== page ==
This Spring, the Nevada Cyber Club was able to build on its tradition of competition success by posting strong scores and taking on new challenges. In addition to its regular participation in the National Cyber League (NCL), the club returned to competition in the Collegiate Cyber Defense Competition (CCDC) and the CyberSEED competition. They were also able to sponsor their first all-women NCL team as a way to mentor the growing number of women participating in the competitions.
The National Cyber League is an online, capture the flag competition that tests students’ skills in areas like cryptography, log analysis, network scanning, and web application security. This semester, the club was ranked fifth nationally in the NCL power rankings. The power ranking is based on individual and team scores, and the number of participants from each school. The club had 17 participants in the individual competition and club president Bryson Lingenfelter finished second out of over 3,200 competitors. Three other participants finished in the top 10% and four others finished in the top 20%.
The NCL competition has been a great experience for students. Undergraduate student Marissa Floam said, “Participating in NCL has cemented my love and interest in cybersecurity. This was my first year competing and really my first experience with cybersecurity in general, and it's something I'm very excited to learn more about and keep trying to improve at. It's hard to put into words the joy I got from solving cybersecurity problems; I really just enjoy solving puzzles, and CTF challenges and NCL has really opened the doors for me.”
“Participating in NCL has cemented my love and interest in cybersecurity.... It's hard to put into words the joy I got from solving cybersecurity problems; I really just enjoy solving puzzles, and CTF challenges and NCL has really opened the doors for me.”
The club also sponsored two groups for the NCL team competition and finished 9th and 129th out of 700 teams. The ninth place team was composed of Ignacio Astaburuaga, Travis Dail, Chance Harrison, Bryson Lingenfelter Yash Shah, Simon Shrestha and Aidan Vancil. The team successfully solved every challenge but one, and solved 96% of the challenges on the first attempt.
The club continued their tradition of pulling some of the strongest competitors from the first team to serve as coaches on a developmental team, as a way to mentor new participants. Veteran competitors Sara Davis and Trish Ryan served as mentors and were joined by Lindsey Carraher, Marissa Floam and Madelyn Klupfell on the club’s first all-women team. This team also posted impressive results, completing more than 82% of the problems with 89% accuracy on the first attempt. Most importantly, they all increased their skill levels so they are able to lead a top team next semester.
Lindsey Carraher, a first time NCL competitor summarized her experience: “This last NCL competition was a wonderful opportunity to apply many of the techniques and tricks that I have learned throughout various trainings. It is one of the only times where you can actively use/deploy offensive measures versus focusing only on network defense and staying in our small box. That alone is invaluable! The icing on the cake was being able to work on a team with such amazing women. Each person had a particular skill set that could be dedicated to a certain topic, and we used the Discord chatroom extensively to collaborate and communicate our thoughts and plans. I have learned so much and have the wonderful ladies on the team to thank for that.”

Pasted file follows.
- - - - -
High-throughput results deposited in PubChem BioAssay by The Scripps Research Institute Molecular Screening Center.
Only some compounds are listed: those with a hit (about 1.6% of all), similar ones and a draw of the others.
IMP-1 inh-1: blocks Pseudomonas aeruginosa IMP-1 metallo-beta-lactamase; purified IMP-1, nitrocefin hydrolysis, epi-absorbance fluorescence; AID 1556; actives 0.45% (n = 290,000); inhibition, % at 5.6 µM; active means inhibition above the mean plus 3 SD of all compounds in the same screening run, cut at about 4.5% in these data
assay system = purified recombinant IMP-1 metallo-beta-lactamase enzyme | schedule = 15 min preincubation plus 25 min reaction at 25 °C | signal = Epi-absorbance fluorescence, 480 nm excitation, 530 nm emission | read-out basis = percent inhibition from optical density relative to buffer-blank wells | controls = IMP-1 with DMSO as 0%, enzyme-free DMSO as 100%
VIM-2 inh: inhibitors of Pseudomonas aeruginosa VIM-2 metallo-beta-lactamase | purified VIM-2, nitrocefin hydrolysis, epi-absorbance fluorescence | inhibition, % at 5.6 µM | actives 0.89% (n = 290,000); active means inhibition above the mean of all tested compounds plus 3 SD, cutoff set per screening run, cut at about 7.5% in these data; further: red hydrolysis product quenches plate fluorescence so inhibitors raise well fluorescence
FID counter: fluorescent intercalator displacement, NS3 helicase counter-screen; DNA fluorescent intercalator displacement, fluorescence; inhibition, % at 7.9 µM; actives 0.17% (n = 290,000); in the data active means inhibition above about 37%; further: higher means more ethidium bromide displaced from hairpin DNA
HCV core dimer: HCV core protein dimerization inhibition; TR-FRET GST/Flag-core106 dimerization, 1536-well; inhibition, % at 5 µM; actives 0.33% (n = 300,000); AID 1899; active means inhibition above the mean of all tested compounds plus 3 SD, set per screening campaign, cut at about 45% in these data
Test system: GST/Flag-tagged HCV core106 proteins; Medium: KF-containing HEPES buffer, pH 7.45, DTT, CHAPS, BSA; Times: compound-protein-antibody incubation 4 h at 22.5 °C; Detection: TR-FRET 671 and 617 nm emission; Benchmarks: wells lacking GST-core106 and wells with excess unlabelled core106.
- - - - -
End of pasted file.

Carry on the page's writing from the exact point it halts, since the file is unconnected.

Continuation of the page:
Graduate student Trish Ryan added, "NCL has been a great opportunity for me personally and professionally. It's a great way to meet and interface with an incredible club on campus who are interested and actively engaged in the field of cybersecurity, including the fantastic group of women who competed this semester. Due to the nature of the field, sometimes we find ourselves only interfacing with a keyboard and screen; getting out of our shells and coordinating with a team of students with a common goal is great.”
This spring also marked the club’s return to the Western Regional CCDC after a four-year hiatus. This is an all-day, live cyber defense competition that requires participants to complete system administration tasks while defending their resources from attacks by penetration testers. The team of Joshua Anderson, Ignacio Astaburuaga, Chance Harrison, Yash Shah, Simon Shrestha and Brandon Thomas posted good results for a first competition and gained valuable experience to prepare for future competitions.
This semester also marked the club’s return to the CyberSEED competition. This is a four-person team event hosted by the University of Connecticut, and is one-day caapture the flag competition similar to NCL. The team of Ignacio Astaburuaga, Chance Harrison, Yash Shah and Simon Shrestha finished 13 out of 122 teams.
Top competition scores require more than just strong cybersecurity skills. The student competitors make a significant time commitment to solve the challenges within the competition period. It’s similar to a marathon, as the competitions require long hours with few breaks. They also require participants to develop strong research and teamwork skills. These cybergames are a great way for students to demonstrate their skills and complement classroom learning.
Trish Ryan summarized the value of these competitions: “The cybersecurity competitions the Nevada Cyber Club participates in allows students to engage in and see cybersecurity attacks and tactics that otherwise we'd never get to see (or execute legally) in a safe and controlled environment. It really brings another layer to learning and engaging with the material we've studied - making something you've only really read about much more tangible."